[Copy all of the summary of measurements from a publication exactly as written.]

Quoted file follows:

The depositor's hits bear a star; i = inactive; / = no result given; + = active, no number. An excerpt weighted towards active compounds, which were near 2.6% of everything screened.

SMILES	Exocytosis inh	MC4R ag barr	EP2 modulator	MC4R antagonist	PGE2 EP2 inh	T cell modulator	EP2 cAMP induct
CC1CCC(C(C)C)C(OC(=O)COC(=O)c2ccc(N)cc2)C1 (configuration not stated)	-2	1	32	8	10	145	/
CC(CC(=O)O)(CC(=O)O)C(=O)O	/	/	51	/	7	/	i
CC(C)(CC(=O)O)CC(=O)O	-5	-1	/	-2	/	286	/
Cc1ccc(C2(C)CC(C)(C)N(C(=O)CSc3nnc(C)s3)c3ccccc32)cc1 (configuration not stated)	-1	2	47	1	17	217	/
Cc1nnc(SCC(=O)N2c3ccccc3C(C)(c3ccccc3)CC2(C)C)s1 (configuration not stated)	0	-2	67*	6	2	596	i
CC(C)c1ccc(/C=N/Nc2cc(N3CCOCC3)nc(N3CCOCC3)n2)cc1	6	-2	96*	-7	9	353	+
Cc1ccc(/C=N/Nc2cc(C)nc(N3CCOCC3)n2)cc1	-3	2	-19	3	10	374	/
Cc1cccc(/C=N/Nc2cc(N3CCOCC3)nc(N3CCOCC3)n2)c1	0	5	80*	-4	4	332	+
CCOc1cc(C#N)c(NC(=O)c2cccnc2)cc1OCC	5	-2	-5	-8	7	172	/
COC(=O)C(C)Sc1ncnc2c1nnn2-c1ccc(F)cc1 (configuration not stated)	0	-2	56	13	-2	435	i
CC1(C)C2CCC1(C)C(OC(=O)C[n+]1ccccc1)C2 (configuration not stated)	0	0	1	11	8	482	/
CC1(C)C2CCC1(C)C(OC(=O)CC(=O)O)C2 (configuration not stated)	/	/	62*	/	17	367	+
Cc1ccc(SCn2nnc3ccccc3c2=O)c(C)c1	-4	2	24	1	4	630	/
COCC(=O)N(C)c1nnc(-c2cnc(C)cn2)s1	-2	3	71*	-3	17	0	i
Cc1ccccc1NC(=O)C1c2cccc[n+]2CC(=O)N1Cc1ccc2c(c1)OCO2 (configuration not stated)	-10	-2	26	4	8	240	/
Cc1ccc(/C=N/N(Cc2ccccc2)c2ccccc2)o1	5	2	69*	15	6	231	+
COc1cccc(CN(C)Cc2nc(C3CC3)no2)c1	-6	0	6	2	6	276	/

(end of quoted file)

The depositor's hits bear a star; i = inactive; / = no result given; + = active, no number. An excerpt weighted towards active compounds, which were near 2.6% of everything screened.

SMILES	Exocytosis inh	MC4R ag barr	EP2 modulator	MC4R antagonist	PGE2 EP2 inh	T cell modulator	EP2 cAMP induct
CC1CCC(C(C)C)C(OC(=O)COC(=O)c2ccc(N)cc2)C1 (configuration not stated)	-2	1	32	8	10	145	/
CC(CC(=O)O)(CC(=O)O)C(=O)O	/	/	51	/	7	/	i
CC(C)(CC(=O)O)CC(=O)O	-5	-1	/	-2	/	286	/
Cc1ccc(C2(C)CC(C)(C)N(C(=O)CSc3nnc(C)s3)c3ccccc32)cc1 (configuration not stated)	-1	2	47	1	17	217	/
Cc1nnc(SCC(=O)N2c3ccccc3C(C)(c3ccccc3)CC2(C)C)s1 (configuration not stated)	0	-2	67*	6	2	596	i
CC(C)c1ccc(/C=N/Nc2cc(N3CCOCC3)nc(N3CCOCC3)n2)cc1	6	-2	96*	-7	9	353	+
Cc1ccc(/C=N/Nc2cc(C)nc(N3CCOCC3)n2)cc1	-3	2	-19	3	10	374	/
Cc1cccc(/C=N/Nc2cc(N3CCOCC3)nc(N3CCOCC3)n2)c1	0	5	80*	-4	4	332	+
CCOc1cc(C#N)c(NC(=O)c2cccnc2)cc1OCC	5	-2	-5	-8	7	172	/
COC(=O)C(C)Sc1ncnc2c1nnn2-c1ccc(F)cc1 (configuration not stated)	0	-2	56	13	-2	435	i
CC1(C)C2CCC1(C)C(OC(=O)C[n+]1ccccc1)C2 (configuration not stated)	0	0	1	11	8	482	/
CC1(C)C2CCC1(C)C(OC(=O)CC(=O)O)C2 (configuration not stated)	/	/	62*	/	17	367	+
Cc1ccc(SCn2nnc3ccccc3c2=O)c(C)c1	-4	2	24	1	4	630	/
COCC(=O)N(C)c1nnc(-c2cnc(C)cn2)s1	-2	3	71*	-3	17	0	i
Cc1ccccc1NC(=O)C1c2cccc[n+]2CC(=O)N1Cc1ccc2c(c1)OCO2 (configuration not stated)	-10	-2	26	4	8	240	/
Cc1ccc(/C=N/N(Cc2ccccc2)c2ccccc2)o1	5	2	69*	15	6	231	+
COc1cccc(CN(C)Cc2nc(C3CC3)no2)c1	-6	0	6	2	6	276	/